I don’t know exactly what Benedict Option evangelism might look like. I don’t know what kind of diminished numbers of converts we might see in the coming decades as a result of the collapse of American “Christendom.” But I do imagine that if Christians decide to do what Griffiths recommended in his blog post—if we begin to polish and attend afresh to our own practices of discipleship and faithfulness—we may end up seeing many more people embrace what the church teaches about marriage as both comprehensible and convincing. It has happened already for some, and it will go on happening, please God.

Wesley Hill. I think this is true, but I want also to suggest that Wesley may be thinking about these matters in ways that are not fully compatible with the BenOp idea, at least as I understand it. I think these reservations apply also to Leah Libresco’s recent reflections.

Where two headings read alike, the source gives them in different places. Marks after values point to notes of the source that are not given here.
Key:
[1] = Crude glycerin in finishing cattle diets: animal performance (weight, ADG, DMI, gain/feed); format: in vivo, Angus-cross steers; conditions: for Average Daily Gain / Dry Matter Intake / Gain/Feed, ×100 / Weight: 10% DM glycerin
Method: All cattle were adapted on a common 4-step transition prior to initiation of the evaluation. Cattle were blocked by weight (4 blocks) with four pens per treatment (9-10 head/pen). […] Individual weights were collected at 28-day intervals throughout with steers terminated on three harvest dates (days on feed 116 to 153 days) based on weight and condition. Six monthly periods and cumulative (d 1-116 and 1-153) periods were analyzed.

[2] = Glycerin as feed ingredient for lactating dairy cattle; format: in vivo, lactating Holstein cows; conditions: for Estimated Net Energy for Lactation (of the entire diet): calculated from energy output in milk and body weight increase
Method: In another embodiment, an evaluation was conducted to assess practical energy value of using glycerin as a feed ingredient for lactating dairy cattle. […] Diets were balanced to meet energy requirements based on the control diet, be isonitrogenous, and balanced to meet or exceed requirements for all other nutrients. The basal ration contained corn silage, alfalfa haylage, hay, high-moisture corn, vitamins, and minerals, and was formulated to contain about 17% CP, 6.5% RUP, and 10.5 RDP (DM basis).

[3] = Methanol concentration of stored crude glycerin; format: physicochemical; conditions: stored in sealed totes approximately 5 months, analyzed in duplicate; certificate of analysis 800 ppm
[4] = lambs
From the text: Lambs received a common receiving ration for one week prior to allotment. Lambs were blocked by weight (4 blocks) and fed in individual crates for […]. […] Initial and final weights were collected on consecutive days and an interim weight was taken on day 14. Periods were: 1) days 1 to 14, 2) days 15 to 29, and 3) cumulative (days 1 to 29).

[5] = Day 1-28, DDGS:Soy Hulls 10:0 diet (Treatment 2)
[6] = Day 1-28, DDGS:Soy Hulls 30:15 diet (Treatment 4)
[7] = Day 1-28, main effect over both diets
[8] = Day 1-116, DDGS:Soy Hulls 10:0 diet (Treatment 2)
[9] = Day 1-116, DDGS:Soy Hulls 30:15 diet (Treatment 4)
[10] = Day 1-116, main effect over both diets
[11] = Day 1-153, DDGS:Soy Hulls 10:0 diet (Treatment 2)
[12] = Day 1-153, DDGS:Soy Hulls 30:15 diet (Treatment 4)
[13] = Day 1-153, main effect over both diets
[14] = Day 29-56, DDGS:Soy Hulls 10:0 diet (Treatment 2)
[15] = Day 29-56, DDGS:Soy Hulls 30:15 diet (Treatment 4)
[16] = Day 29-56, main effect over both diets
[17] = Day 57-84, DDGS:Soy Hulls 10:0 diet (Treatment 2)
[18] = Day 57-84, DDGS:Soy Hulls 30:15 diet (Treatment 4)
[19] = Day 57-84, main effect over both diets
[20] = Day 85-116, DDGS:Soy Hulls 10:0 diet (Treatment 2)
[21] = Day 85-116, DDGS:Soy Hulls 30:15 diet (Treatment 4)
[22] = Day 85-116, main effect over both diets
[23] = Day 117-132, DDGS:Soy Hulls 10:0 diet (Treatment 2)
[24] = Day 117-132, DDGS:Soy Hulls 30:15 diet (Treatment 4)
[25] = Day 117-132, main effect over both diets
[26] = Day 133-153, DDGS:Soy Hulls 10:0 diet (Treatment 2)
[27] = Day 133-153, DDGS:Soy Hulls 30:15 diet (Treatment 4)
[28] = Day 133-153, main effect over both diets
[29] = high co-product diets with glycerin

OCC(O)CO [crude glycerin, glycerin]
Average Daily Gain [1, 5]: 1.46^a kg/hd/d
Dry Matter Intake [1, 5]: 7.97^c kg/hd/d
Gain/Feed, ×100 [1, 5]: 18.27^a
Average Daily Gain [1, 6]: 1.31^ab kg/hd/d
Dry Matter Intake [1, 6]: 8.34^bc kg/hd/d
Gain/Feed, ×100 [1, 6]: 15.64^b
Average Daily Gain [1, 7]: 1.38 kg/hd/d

Both Wesley and Leah write about the BenOp as something that could be attractive right here and right now, especially to people of their generation. And that may well be true. But the emphasis of the BenOp, as I understand it, is to focus our attention on very long-term strategies: how can people devoted to serious, authentic, deeply traditional Christian living (faith, thought, action) be shepherded through a culture that acts as a powerful corrosive upon that form of living? — a culture in which almost no one will think that form of living attractive, because they have been catechized into another and very different way of life?

I’m groping for the right metaphor here, but I think that Wesley and Leah are wondering how we orthodox Christians will do in the cultural Olympics, and I’m saying that we can’t think about that now because we need to dress our many wounds.